# Re: Gaussian vs uniform noise audibility

```At 07:21 23.01.2004 +0200, Israel Nelken wrote:
>... whether the ear is a fourier analyser, ... I think
>everyone's answer (certainly mine) is strictly speaking no - although
>spectrograms are reasonable 0th order approximations to what we hear...

Don't consider me a knowing-all if I try to clarify:

- Usual (complex) Fourier analysis transforms the real signal into a
magnitude/phase representation with respect to an arbitrarily chosen
temporal reference, missing within the ear.

- Function of the inner ear does definitely not resemble the complex
Fourier transform but the slightly different real-valued Fourier cosine
transform plus one-way rectification.

- The usual spectrogram is a rather imperfect freak inbetween. Nonetheless,
I agree, it provides a first but partially misleading picture of what we
hear. I argue that e.g. pitch perhaps reflects autocorrelation resulting
from joint cochlear and subsequent neural signal processing.

>...spectral representation is mathematically 'true' (within the
>obvious limits of the application of a mathematical theory to real
>life).

Oliver Heaviside's trick of creating Hermitian symmetry has proven very
clever on the expense of physical adequacy. Integration over time from
minus infinite to plus infinite is only reasonable if one replaces the
unknown future by mutually compensating mirrors of the past. Corresponding
results often exhibit non-causality.

>Furthermore, for real-life signals the inverse fourier transform is
>equal to the original function almost everywhere,

The same is true for the Fourier cosine transform.

>so that any operation on the signal that is formulated in terms of
>its temporal waveform can be also formulated in terms of the fourier
>spectrum (amplitdue AND phase).

Of course, complex representartion of a signal requires magnitude as well
as phase. (Magnitude is always positive while there are positive and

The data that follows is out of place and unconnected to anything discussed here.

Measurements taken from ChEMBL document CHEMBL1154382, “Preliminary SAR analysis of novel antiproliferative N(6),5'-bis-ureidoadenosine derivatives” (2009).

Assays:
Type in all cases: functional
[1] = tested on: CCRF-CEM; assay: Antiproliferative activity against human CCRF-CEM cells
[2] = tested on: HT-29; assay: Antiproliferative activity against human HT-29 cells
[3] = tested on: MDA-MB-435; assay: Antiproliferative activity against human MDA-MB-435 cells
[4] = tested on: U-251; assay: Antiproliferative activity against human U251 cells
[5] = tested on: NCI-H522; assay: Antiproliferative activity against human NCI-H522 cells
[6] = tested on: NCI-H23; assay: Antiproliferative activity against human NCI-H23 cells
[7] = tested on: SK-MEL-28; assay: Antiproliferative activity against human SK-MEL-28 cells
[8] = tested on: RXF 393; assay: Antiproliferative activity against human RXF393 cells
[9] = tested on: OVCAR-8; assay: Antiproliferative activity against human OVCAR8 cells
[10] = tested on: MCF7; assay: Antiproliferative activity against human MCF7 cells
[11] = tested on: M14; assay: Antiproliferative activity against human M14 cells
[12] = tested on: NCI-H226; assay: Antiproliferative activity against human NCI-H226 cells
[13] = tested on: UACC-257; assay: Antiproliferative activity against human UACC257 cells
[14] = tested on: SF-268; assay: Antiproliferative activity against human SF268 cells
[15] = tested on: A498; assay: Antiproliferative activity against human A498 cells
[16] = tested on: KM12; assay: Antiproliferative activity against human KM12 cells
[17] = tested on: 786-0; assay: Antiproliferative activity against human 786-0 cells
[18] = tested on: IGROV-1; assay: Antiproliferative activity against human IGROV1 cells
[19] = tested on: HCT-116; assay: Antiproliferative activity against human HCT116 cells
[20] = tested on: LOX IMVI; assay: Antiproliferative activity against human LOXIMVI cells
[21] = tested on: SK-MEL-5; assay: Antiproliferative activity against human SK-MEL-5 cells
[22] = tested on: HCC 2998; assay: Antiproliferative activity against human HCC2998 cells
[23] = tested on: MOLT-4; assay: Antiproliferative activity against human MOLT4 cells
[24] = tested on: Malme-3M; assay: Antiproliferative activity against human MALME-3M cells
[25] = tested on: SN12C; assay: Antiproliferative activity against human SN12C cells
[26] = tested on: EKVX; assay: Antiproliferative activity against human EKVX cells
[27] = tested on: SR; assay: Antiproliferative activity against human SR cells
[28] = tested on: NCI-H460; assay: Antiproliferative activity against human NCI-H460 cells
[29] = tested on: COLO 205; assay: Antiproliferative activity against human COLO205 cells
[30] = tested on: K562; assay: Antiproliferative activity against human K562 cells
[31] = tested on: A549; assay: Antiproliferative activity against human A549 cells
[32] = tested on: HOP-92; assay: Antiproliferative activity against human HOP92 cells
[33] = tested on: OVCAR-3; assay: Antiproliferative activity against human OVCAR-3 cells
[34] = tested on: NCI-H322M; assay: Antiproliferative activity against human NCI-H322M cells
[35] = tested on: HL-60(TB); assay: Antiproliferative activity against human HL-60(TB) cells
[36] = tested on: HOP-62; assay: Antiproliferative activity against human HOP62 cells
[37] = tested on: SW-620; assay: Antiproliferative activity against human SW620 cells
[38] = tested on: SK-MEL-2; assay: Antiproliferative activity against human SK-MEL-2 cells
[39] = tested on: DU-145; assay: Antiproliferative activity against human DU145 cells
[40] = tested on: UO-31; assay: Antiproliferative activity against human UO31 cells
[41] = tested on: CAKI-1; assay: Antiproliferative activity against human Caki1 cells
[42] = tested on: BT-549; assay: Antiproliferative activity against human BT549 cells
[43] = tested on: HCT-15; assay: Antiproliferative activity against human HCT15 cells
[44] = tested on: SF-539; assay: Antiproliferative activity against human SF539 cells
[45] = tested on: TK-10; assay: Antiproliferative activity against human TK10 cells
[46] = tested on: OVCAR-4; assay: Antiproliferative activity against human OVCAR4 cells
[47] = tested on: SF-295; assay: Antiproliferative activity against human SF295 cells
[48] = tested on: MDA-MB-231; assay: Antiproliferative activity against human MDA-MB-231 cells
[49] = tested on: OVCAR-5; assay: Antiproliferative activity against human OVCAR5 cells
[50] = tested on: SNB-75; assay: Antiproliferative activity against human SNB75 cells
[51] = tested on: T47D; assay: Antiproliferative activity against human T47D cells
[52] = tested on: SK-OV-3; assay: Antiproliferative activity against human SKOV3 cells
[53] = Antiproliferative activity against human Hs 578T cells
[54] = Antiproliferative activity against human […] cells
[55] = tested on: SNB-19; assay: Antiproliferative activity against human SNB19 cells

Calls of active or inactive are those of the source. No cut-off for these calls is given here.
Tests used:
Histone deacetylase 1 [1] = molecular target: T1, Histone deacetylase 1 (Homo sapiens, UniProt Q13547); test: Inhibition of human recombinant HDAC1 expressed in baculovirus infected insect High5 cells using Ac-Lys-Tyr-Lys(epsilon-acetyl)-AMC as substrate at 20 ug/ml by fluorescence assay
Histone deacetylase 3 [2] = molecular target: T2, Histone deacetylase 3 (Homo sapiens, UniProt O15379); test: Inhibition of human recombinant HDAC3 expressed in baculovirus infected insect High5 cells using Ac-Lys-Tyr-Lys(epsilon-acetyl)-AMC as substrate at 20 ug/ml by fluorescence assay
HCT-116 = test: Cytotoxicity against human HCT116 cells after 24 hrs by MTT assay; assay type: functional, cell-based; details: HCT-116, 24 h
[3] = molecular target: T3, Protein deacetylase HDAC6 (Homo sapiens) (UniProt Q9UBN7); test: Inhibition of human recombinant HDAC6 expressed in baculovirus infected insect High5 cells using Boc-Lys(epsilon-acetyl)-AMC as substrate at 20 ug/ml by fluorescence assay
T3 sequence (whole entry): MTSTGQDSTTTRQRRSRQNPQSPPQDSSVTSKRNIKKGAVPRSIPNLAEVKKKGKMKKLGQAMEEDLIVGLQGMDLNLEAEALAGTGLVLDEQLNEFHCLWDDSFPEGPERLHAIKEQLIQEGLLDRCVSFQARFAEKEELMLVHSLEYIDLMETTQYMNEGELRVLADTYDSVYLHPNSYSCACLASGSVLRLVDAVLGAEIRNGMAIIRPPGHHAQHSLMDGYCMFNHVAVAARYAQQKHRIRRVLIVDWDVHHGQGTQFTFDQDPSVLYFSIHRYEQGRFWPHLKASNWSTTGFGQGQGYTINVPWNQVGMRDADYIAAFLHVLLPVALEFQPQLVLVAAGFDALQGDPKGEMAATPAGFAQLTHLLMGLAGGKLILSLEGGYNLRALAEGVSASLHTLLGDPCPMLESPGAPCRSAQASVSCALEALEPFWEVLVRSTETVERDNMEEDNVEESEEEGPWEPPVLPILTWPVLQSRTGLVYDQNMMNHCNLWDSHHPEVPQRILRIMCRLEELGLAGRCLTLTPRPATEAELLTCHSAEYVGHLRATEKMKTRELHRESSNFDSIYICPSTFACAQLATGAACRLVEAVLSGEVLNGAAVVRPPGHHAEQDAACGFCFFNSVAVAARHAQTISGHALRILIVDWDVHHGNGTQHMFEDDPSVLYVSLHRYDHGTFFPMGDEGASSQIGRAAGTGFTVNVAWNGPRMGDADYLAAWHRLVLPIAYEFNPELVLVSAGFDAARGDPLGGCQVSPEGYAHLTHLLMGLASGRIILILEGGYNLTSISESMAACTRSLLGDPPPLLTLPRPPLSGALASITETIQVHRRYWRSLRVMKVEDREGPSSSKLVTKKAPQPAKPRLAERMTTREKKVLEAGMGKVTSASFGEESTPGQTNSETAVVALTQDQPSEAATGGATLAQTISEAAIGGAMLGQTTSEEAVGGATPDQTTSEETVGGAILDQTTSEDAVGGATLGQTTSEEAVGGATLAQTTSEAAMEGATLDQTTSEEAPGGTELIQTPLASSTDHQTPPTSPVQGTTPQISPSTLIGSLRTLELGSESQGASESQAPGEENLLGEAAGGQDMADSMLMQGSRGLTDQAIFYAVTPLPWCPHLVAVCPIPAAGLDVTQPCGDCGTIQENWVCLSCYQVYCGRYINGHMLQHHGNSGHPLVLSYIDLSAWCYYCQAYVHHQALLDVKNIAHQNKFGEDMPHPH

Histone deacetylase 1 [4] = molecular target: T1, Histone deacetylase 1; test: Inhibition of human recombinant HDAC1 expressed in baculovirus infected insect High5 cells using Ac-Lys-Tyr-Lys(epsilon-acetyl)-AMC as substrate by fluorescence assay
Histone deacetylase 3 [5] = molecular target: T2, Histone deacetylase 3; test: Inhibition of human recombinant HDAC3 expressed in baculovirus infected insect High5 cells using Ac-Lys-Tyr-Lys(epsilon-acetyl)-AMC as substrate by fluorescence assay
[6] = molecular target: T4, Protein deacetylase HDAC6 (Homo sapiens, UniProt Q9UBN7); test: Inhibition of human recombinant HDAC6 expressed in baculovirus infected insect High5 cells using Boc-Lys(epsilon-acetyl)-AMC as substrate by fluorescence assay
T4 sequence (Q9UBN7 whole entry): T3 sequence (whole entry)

negative amplitudes.) This should once again persuade anybody that the
inner ear does not perform a complex Fourier transform. What about "any
operation" I agree on condition of just a single snapshot.
Hearing is, however, a continuous process where the complex Fourier
transform is doomed to hop from window to window in a clumsy manner.

>...there's a full equivalence between time and spectral processing.

Complex spectral analysis is not only restricted to linearity and to
snapshots of band-limited signals. It also demands a return into time
domain because transition into complexity was based on neglect of either
exp(i omega t) or exp(-i omega t).

Those who thoughtlessly claim full equivalence between a function of time
and its complex spectrum tend to also high-handed deny the actual
equivalences between R and R+ in case of (apparent) symmetry and between
complex-valued magnitude/phase representation and the underestimated
real-valued time/frequency representation. The latter merely lacks the
information about the arbitrary reference point of complex analysis, i.e. a
single value that does not belong to the original signal.

>Finally, there's the question of the usefullness of the spectral
>description of random processes, which is yet a somewhat different
>question.

I consider the adequate model of cochlea (FCT + rectification) a good
precondition for correct conclusions concerning random stimuli while
non-linearity of rectification further invalidates the pipe dream of
equivalence between the signal and its complex matrices.

>The independence of the spectral components of a gaussian
>process is a mathematical result, independent of the physiology of
>hearing, but it has consequences for hearing.

Given, adequacy of the mathematical model is questionable. How trustworthy
are the results?

>Since we are sensitive to spectral correlations, non-gaussianity can >be
detectable by such sensitivity. This doesn't assume anything about >the use
of Fourier transforms in the ear!

I googled for 'non-gaussianity': 3750 results, mostly cosmic microwave
background.

Eckard
```